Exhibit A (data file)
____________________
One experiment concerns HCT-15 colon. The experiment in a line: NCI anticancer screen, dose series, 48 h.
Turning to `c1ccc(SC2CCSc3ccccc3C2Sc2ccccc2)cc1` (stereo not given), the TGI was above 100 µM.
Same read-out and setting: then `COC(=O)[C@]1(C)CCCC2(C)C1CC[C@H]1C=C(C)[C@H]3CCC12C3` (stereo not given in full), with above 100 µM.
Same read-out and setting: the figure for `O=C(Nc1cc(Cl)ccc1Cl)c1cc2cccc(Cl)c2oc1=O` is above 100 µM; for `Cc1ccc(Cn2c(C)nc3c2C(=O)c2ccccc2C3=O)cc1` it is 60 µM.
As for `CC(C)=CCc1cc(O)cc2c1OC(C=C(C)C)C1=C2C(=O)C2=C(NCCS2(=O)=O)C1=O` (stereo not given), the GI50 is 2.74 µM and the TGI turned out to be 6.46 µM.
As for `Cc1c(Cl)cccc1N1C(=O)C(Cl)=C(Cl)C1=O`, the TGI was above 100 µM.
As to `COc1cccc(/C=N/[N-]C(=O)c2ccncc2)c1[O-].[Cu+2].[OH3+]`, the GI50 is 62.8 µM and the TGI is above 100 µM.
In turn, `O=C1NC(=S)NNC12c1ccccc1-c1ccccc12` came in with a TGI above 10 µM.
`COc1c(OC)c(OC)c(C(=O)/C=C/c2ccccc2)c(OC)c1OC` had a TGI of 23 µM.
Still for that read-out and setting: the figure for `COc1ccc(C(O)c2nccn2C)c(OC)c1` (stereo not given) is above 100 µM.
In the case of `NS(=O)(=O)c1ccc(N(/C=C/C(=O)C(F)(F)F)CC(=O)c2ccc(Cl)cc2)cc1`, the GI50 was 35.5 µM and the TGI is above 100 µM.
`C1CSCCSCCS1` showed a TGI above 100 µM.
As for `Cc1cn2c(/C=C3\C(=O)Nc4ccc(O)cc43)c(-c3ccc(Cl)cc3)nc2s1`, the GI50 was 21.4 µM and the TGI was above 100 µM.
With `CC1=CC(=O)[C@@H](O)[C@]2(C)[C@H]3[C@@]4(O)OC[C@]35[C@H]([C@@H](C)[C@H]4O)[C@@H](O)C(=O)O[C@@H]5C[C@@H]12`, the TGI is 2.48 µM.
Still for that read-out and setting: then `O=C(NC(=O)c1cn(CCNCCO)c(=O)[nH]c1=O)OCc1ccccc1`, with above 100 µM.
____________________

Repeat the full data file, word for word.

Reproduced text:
One experiment concerns HCT-15 colon. The experiment in a line: NCI anticancer screen, dose series, 48 h.
Turning to `c1ccc(SC2CCSc3ccccc3C2Sc2ccccc2)cc1` (stereo not given), the TGI was above 100 µM.
Same read-out and setting: then `COC(=O)[C@]1(C)CCCC2(C)C1CC[C@H]1C=C(C)[C@H]3CCC12C3` (stereo not given in full), with above 100 µM.
Same read-out and setting: the figure for `O=C(Nc1cc(Cl)ccc1Cl)c1cc2cccc(Cl)c2oc1=O` is above 100 µM; for `Cc1ccc(Cn2c(C)nc3c2C(=O)c2ccccc2C3=O)cc1` it is 60 µM.
As for `CC(C)=CCc1cc(O)cc2c1OC(C=C(C)C)C1=C2C(=O)C2=C(NCCS2(=O)=O)C1=O` (stereo not given), the GI50 is 2.74 µM and the TGI turned out to be 6.46 µM.
As for `Cc1c(Cl)cccc1N1C(=O)C(Cl)=C(Cl)C1=O`, the TGI was above 100 µM.
As to `COc1cccc(/C=N/[N-]C(=O)c2ccncc2)c1[O-].[Cu+2].[OH3+]`, the GI50 is 62.8 µM and the TGI is above 100 µM.
In turn, `O=C1NC(=S)NNC12c1ccccc1-c1ccccc12` came in with a TGI above 10 µM.
`COc1c(OC)c(OC)c(C(=O)/C=C/c2ccccc2)c(OC)c1OC` had a TGI of 23 µM.
Still for that read-out and setting: the figure for `COc1ccc(C(O)c2nccn2C)c(OC)c1` (stereo not given) is above 100 µM.
In the case of `NS(=O)(=O)c1ccc(N(/C=C/C(=O)C(F)(F)F)CC(=O)c2ccc(Cl)cc2)cc1`, the GI50 was 35.5 µM and the TGI is above 100 µM.
`C1CSCCSCCS1` showed a TGI above 100 µM.
As for `Cc1cn2c(/C=C3\C(=O)Nc4ccc(O)cc43)c(-c3ccc(Cl)cc3)nc2s1`, the GI50 was 21.4 µM and the TGI was above 100 µM.
With `CC1=CC(=O)[C@@H](O)[C@]2(C)[C@H]3[C@@]4(O)OC[C@]35[C@H]([C@@H](C)[C@H]4O)[C@@H](O)C(=O)O[C@@H]5C[C@@H]12`, the TGI is 2.48 µM.
Still for that read-out and setting: then `O=C(NC(=O)c1cn(CCNCCO)c(=O)[nH]c1=O)OCc1ccccc1`, with above 100 µM.